18th January 2022
4 minutes read
The Polyglot Pub Key
translated by Owen Good
18th January 2022
4 minutes read
Not so long ago, on the way back to my birthplace, my wife and I stopped at a town in the province of Vojvodina, in northern Serbia. We were craving a Turkish coffee. We found a roadside diner on whose façade the establishment’s name was displayed in neon Cyrillic letters. It occurred to me that times had changed. Other kinds of black coffee would be available besides the simple, traditional Turkish. In my day, when I ordered a coffee in my hometown, there was never any dilemma. Coffee was coffee. Coffee grounds boiled in water. When the pretty, smiling waitress asked what kind of coffee I wanted, I replied, to my own surprise as well as hers, in Hungarian. Török kávé, I said. We stared at each other for a second, waiting, until it clicked, and I corrected myself by repeating the order in Serbian. She paid no heed to my first answer; it was as though she hadn’t heard me. I could see this wasn’t out of antagonism, but simply because she hadn’t understood what I’d said. In a mixed town where she must have heard Hungarian since she was a child.
To be fair though, she was kind and polite. She said goodbye as we were leaving.
But something occurred to me.
Our family legend has it that my childhood home once functioned as a pub. It was a corner house (still is), at the edge of the village, at the end of the main street, not far from the woods and the railway station. It was difficult to imagine a more fitting location for a pub. Men going to the train or coming back couldn’t pass the pub door without their ear being assailed by the siren song of clinking glasses and conversation. In the courtyard was a bowling alley where on Sundays the pins clattered until dark. Beers were pulled, spriccers spritzed. The village was mostly inhabited by Hungarians, Germans, and a minority of Serbians. Spritzer was the same in all three languages: spriccer.
When you ordered a spriccer, there was no prancing of national pride: the Germans, Hungarians, Serbians, even the Slovaks and the Romanians asked for the same when they were parched.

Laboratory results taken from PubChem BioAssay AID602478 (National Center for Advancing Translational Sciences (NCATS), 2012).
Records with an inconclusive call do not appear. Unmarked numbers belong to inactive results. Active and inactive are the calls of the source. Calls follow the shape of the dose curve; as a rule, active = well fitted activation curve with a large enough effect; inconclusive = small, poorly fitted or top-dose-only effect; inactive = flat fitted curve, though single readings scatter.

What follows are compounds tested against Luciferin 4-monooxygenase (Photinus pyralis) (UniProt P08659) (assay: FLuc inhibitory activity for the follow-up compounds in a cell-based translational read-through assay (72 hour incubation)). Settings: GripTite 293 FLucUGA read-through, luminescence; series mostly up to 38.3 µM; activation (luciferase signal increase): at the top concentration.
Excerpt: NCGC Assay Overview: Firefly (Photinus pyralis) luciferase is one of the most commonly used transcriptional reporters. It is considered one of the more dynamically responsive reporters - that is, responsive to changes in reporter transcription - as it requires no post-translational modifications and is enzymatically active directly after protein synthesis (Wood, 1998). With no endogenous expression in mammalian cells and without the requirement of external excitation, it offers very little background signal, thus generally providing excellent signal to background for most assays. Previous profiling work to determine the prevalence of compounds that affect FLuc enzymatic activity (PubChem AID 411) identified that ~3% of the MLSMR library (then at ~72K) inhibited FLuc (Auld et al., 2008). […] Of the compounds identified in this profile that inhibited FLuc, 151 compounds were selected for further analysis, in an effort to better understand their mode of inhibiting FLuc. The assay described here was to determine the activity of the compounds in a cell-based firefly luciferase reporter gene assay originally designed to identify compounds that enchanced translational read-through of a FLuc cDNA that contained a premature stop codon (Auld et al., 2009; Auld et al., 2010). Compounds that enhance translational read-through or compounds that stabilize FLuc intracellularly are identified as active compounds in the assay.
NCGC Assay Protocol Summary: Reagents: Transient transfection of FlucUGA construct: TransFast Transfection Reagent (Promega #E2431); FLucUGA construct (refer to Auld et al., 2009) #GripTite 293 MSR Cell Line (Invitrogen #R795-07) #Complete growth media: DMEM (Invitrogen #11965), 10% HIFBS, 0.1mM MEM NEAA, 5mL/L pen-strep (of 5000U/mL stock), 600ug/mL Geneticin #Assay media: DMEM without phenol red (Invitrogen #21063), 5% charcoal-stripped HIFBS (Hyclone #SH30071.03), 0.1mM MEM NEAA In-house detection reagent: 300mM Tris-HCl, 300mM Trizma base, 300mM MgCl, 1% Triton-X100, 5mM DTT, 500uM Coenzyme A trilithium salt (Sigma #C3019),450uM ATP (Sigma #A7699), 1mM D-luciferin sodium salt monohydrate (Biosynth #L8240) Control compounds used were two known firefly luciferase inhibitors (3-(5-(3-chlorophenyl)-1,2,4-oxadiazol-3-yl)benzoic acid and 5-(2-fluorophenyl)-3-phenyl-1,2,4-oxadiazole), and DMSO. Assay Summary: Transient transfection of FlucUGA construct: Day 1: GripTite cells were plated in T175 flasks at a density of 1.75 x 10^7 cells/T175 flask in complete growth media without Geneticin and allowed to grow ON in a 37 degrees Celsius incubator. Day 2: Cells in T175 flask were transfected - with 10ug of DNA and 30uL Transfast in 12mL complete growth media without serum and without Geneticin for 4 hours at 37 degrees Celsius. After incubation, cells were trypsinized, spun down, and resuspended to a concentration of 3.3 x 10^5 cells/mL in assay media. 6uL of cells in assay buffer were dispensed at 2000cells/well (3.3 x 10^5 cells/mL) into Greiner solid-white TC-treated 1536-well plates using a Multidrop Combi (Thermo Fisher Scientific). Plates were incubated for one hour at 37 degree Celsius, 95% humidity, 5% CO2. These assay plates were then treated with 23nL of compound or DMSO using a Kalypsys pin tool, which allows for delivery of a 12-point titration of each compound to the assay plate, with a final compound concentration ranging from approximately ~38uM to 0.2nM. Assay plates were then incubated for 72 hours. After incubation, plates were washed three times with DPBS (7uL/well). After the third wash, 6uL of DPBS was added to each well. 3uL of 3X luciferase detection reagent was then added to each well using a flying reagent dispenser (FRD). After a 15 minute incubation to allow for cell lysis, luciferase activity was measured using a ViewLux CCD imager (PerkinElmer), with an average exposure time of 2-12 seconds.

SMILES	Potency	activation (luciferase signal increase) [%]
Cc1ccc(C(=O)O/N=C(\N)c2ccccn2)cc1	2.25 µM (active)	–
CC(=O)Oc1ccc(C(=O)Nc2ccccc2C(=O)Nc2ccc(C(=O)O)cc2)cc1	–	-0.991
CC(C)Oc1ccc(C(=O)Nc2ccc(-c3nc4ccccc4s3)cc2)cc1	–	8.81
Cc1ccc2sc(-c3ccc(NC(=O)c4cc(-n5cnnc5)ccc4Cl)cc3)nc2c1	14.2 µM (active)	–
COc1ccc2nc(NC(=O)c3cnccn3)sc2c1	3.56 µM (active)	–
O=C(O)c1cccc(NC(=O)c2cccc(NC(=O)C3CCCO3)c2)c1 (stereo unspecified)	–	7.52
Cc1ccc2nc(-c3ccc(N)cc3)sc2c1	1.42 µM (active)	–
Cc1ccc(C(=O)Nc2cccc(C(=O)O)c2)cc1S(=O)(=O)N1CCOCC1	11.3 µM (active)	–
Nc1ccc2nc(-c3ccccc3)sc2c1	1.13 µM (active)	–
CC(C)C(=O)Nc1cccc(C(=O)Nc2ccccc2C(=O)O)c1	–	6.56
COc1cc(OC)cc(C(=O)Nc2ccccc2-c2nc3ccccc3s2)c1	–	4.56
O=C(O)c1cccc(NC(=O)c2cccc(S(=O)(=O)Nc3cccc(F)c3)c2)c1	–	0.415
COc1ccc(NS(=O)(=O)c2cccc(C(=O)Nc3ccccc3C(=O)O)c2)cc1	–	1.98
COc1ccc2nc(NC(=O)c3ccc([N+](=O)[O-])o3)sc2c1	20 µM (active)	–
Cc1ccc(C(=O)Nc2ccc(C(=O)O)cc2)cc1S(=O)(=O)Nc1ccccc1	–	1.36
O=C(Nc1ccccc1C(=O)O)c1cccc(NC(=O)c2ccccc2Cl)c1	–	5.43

PC multiculturalism was a ways away then…
The pub was closed by my grandparents after the Second World War. But it wasn’t just the pub that disappeared. A lot of other things did too: for example, the Germans living in the village. When I was born, the only reminder of the house’s pub history, gathering dust in the attic, was a huge chest containing the former hospitality paraphernalia: the glasses, the pálinka glasses, the round flat bottles, the skinny bottles, and the bottles that bulged out at the bottom. There was also an old gas lamp, a stamp pad, spoons and forks, nicked knives, tin ashtrays. (The chest has its own history. My newly widowed great-grandmother brought it home from America, in the early 1910s, after her first husband in Detroit fell into a smelting furnace and instantly evaporated in the molten steel, along with her emigrant’s American dream of going to college. But that’s another story…)
I must have been nine or ten years old when in my childhood home, rummaging through the old chest for lost treasure, I came across a chunky key. It was greyish brown from rust, heavy, and the end where you held it (or clutched it rather, it was so big), had been shaped like a heart. Not a typical heart, a near-heart, an inward curving, pretzel-shaped ellipse. I was curious, where did the key go? What could such a huge, behemoth key close or open? How big was the door, if this was the size of the key? I tried it, but it didn’t fit either the gate, or the pantry door, or even the old-fashioned lock on the door to the attic stairway.
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Hász RóbertMore about the author
Owen GoodMore about the translator